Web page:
scenario you take away their ability to think and I’ve never seen a thoughtless athlete
take home the gold.

Facilitating the process means influencing the proper perceptions.

Perception is everything. In the relationship-building business, perception governs
conduct. Who you are is one thing. What people think you are is more important. People
respond to what they see. Perception is the driving force behind behavior. Recognize
that you may know who you are but others don’t. Most people carry a basket of suspicions.
For good reasons. Their life before you was not a walk on
the yellow brick road. Anyone who has been mistreated, betrayed, or let down remembers
it.

In leading a team, when you exhibit the same behaviors you seek in others you’ll create
an impression you’re okay. If you want discipline, courage, honesty, teamwork, dedication,
and loyalty, you should display discipline, courage, honesty, teamwork, dedication,
and loyalty.

I’m not sure why so many leaders struggle with the concept. For me, doing what I wanted
done always made sense. It’s tough getting to any championship. The pain, the suffering,
the hardship are an ever-present reality. Frequently your players will question the
essence of the person who introduced the misery. If you have influenced the proper
perceptions they will come to the conclusion that you ask no more of them than you
demand of yourself.

Facilitating the process means building confidence.

When I first started coaching I didn’t understand the power of confidence. I wanted
to make my players stronger, faster, and smarter. As an empirical guy I liked the
fact that those attributes could be measured. Confidence was intangible. I knew it
was important but wasn’t sure why. I never would have guessed that a principle component
of my coaching philosophy would come as the result of lemonade.

I’m sure you’ve noticed every summer the entrepreneurial spirit is born. Across America
a million kids convince mom to help them earn gum money. On the surface, there doesn’t
appear to be all that much to it. Some may think that but
others have a different understanding. A friend told me a story.

The first time his kids went out to sell lemonade he realized there were issues at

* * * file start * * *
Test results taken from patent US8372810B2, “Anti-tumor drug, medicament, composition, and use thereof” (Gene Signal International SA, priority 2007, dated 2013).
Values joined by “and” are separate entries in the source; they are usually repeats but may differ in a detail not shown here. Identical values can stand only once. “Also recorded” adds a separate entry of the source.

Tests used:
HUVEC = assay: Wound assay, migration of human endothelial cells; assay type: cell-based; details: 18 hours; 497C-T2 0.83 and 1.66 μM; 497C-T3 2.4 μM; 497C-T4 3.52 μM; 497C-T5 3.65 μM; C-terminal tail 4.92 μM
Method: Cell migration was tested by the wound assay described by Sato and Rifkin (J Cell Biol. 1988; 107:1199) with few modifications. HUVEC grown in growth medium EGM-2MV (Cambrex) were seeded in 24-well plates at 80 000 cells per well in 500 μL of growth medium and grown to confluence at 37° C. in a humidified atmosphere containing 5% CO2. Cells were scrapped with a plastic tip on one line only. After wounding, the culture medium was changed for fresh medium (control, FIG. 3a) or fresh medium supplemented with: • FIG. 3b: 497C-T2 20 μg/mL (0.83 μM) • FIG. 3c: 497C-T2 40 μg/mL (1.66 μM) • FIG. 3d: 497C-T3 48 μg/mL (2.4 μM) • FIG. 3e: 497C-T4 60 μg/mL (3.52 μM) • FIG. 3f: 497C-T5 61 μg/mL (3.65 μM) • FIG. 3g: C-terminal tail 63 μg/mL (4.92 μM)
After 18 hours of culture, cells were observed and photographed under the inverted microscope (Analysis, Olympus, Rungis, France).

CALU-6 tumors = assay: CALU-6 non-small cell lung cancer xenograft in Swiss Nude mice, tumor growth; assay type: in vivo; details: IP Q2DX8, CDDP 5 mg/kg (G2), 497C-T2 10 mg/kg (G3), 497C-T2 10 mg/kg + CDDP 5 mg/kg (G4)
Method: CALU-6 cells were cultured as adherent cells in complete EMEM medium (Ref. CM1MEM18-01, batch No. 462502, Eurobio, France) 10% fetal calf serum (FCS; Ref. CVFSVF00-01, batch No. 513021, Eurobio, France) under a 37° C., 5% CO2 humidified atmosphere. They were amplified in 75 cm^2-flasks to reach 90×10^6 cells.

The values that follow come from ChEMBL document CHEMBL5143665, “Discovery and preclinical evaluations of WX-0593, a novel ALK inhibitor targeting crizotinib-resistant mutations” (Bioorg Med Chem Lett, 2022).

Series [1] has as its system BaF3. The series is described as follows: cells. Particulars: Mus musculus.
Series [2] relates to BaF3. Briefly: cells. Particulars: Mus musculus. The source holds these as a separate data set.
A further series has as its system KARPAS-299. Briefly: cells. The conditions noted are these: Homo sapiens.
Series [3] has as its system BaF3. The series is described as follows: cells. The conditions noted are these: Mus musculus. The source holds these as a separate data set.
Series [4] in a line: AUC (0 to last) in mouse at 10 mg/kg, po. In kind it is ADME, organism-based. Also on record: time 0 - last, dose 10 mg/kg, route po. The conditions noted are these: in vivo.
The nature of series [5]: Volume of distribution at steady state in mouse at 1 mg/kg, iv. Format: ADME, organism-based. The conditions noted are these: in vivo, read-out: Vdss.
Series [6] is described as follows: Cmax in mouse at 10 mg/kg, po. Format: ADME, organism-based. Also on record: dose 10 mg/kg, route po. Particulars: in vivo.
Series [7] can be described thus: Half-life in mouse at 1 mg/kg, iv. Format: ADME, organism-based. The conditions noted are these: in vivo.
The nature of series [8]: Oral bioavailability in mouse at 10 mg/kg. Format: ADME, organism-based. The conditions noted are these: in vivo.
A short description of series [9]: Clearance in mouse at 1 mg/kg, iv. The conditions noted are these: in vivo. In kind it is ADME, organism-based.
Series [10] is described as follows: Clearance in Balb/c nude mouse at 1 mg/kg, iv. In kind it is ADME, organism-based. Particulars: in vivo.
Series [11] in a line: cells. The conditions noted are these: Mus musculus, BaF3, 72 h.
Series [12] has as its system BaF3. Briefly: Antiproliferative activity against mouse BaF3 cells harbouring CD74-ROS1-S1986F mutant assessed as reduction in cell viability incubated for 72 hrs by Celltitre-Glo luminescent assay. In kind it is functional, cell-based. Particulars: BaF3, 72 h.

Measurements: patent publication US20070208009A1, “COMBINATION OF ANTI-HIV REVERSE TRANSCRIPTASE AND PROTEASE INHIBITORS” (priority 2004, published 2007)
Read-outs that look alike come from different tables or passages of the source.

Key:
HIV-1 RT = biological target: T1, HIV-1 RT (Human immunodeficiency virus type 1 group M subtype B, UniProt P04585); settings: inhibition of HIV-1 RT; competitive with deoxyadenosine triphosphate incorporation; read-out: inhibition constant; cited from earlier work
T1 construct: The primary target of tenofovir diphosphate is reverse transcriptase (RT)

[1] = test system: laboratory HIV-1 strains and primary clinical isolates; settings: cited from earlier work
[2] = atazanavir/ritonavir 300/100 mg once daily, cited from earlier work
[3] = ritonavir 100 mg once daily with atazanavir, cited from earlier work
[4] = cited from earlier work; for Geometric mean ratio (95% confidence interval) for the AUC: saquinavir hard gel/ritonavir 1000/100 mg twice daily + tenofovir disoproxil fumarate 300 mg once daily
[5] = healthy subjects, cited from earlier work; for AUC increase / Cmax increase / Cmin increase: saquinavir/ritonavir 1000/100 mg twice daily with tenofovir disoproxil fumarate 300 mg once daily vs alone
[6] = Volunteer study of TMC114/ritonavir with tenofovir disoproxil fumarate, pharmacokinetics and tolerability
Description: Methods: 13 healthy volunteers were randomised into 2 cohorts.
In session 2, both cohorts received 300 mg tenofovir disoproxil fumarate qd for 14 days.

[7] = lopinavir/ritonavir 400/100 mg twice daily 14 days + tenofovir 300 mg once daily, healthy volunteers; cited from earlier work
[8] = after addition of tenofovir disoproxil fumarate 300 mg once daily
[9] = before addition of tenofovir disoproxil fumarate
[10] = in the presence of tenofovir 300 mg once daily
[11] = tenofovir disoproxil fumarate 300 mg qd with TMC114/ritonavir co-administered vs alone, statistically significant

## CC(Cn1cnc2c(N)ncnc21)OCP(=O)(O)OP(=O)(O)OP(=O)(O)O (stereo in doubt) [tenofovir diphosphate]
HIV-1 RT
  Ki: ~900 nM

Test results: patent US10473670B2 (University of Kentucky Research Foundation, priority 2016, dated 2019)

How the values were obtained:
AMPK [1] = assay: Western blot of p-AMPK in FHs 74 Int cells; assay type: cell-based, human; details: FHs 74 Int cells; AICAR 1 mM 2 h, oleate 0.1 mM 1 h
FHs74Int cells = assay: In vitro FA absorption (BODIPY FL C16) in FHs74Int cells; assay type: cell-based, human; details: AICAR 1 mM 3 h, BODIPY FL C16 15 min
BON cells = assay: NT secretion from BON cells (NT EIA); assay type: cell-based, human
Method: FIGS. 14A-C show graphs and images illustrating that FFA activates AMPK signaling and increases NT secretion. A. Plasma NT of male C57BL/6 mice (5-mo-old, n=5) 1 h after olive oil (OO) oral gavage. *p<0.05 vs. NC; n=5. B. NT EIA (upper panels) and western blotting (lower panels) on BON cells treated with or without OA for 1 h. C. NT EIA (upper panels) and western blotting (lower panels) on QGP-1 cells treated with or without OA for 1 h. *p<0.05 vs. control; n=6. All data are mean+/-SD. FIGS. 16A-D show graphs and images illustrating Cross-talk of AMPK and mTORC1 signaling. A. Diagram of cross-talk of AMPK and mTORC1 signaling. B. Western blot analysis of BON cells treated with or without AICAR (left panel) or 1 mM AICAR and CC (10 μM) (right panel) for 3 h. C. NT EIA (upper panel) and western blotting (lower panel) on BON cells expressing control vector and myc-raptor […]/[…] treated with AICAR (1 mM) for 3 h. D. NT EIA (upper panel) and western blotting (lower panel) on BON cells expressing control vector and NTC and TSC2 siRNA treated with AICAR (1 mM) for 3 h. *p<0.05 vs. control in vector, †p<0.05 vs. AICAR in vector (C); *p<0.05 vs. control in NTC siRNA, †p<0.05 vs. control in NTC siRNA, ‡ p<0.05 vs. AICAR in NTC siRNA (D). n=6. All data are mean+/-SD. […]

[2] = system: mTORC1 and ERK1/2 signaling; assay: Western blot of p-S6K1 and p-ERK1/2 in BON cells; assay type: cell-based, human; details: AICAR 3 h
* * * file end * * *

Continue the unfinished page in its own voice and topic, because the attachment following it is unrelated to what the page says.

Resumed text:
play that transcended making a buck. In reality, selling lemonade is a very big deal.
It’s about quality, salesmanship, delivery, distribution, and pricing. Selling lemonade
is about success and failure. The last thing he wanted his kids to experience was
the rejection that was felt when you complete a three-hour tour of duty and your pitcher
is full. He decided to eliminate the possibility of that happening. It was pretty
easy. His kids sat on the sidewalk and he positioned himself around the corner five
blocks away. Every potential customer that was moving in their direction was stopped
and given a quarter to buy a cup. Everyone was excited to participate. Who wouldn’t
want to get free lemonade and help a kid too? They understood who was going to pay
their Social Security. An hour went by and he decided to see what his kids were doing.
As he walked up he could see the enthusiasm on their faces. They were excited. They
were yelling. They were jumping. They were winning. He attributes that the confidence
they gained on that day helped set a foundation to a lifetime of success. It cost
him
7.25 and it was the best investment he ever made.

I know that there are people who might hear that story and question the merit of the
father’s actions. They might say if there was no failure, that’s not the real world.
Some might suggest if the kids found out that their dad had a hand in their success,
they would believe their success was a sham.

I guess there are lots of ways to look at anything. There was a time I overplayed
the “what if” game—upside, downside,
inside, outside. And when I did I could always find a reason for doing nothing. I
no longer do. I now use one criterion. I ask myself whether my action will make someone
better. If the answer is yes, I do it. If I erred in my assessment I correct the situation
and move on.

As a coach, my responsibility is to help people improve. The process is linear. Winning
starts with preparation: physical, mental, and emotional. It’s followed with application.
People who are prepared want to apply their new ability. Let them. Help them.

BOOK: Remember this Titan
6.67Mb size Format: txt, pdf, ePub
ads